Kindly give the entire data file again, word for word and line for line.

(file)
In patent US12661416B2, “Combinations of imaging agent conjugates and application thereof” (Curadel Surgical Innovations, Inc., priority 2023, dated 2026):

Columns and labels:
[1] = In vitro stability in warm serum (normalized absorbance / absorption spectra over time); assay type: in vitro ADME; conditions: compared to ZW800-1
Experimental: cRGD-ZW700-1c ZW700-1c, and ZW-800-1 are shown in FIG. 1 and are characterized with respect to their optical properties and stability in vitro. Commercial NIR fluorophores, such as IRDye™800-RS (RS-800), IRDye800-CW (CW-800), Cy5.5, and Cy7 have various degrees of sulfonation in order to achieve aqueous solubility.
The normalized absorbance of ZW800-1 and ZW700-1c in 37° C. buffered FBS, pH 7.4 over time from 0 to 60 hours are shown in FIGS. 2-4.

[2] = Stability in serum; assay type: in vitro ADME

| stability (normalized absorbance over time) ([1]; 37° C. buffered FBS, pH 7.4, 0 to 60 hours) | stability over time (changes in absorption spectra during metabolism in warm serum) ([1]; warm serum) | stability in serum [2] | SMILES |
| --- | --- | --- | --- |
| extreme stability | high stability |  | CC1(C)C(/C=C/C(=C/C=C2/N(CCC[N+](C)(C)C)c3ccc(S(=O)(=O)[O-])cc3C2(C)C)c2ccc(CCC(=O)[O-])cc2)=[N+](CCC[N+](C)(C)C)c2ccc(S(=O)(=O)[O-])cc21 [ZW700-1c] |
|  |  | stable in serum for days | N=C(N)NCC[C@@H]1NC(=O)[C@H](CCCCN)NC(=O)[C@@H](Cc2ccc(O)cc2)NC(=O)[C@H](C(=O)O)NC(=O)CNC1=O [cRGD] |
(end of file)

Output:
In patent US12661416B2, “Combinations of imaging agent conjugates and application thereof” (Curadel Surgical Innovations, Inc., priority 2023, dated 2026):

Columns and labels:
[1] = In vitro stability in warm serum (normalized absorbance / absorption spectra over time); assay type: in vitro ADME; conditions: compared to ZW800-1
Experimental: cRGD-ZW700-1c ZW700-1c, and ZW-800-1 are shown in FIG. 1 and are characterized with respect to their optical properties and stability in vitro. Commercial NIR fluorophores, such as IRDye™800-RS (RS-800), IRDye800-CW (CW-800), Cy5.5, and Cy7 have various degrees of sulfonation in order to achieve aqueous solubility.
The normalized absorbance of ZW800-1 and ZW700-1c in 37° C. buffered FBS, pH 7.4 over time from 0 to 60 hours are shown in FIGS. 2-4.

[2] = Stability in serum; assay type: in vitro ADME

| stability (normalized absorbance over time) ([1]; 37° C. buffered FBS, pH 7.4, 0 to 60 hours) | stability over time (changes in absorption spectra during metabolism in warm serum) ([1]; warm serum) | stability in serum [2] | SMILES |
| --- | --- | --- | --- |
| extreme stability | high stability |  | CC1(C)C(/C=C/C(=C/C=C2/N(CCC[N+](C)(C)C)c3ccc(S(=O)(=O)[O-])cc3C2(C)C)c2ccc(CCC(=O)[O-])cc2)=[N+](CCC[N+](C)(C)C)c2ccc(S(=O)(=O)[O-])cc21 [ZW700-1c] |
|  |  | stable in serum for days | N=C(N)NCC[C@@H]1NC(=O)[C@H](CCCCN)NC(=O)[C@@H](Cc2ccc(O)cc2)NC(=O)[C@H](C(=O)O)NC(=O)CNC1=O [cRGD] |